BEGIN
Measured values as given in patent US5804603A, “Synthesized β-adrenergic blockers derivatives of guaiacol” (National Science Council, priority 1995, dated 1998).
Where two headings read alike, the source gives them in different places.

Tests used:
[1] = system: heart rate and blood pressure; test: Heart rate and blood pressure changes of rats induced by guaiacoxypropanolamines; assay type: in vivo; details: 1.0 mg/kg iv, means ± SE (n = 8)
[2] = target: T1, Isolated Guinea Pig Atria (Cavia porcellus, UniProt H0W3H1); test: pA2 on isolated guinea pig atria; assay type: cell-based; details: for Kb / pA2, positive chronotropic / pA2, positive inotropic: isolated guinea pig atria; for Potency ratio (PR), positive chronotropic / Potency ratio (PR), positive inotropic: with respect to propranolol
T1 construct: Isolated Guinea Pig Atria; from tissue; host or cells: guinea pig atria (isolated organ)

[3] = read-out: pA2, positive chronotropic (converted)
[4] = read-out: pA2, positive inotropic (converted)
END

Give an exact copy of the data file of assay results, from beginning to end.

Measured values as given in patent US5804603A, “Synthesized β-adrenergic blockers derivatives of guaiacol” (National Science Council, priority 1995, dated 1998).
Where two headings read alike, the source gives them in different places.

Tests used:
[1] = system: heart rate and blood pressure; test: Heart rate and blood pressure changes of rats induced by guaiacoxypropanolamines; assay type: in vivo; details: 1.0 mg/kg iv, means ± SE (n = 8)
[2] = target: T1, Isolated Guinea Pig Atria (Cavia porcellus, UniProt H0W3H1); test: pA2 on isolated guinea pig atria; assay type: cell-based; details: for Kb / pA2, positive chronotropic / pA2, positive inotropic: isolated guinea pig atria; for Potency ratio (PR), positive chronotropic / Potency ratio (PR), positive inotropic: with respect to propranolol
T1 construct: Isolated Guinea Pig Atria; from tissue; host or cells: guinea pig atria (isolated organ)

[3] = read-out: pA2, positive chronotropic (converted)
[4] = read-out: pA2, positive inotropic (converted)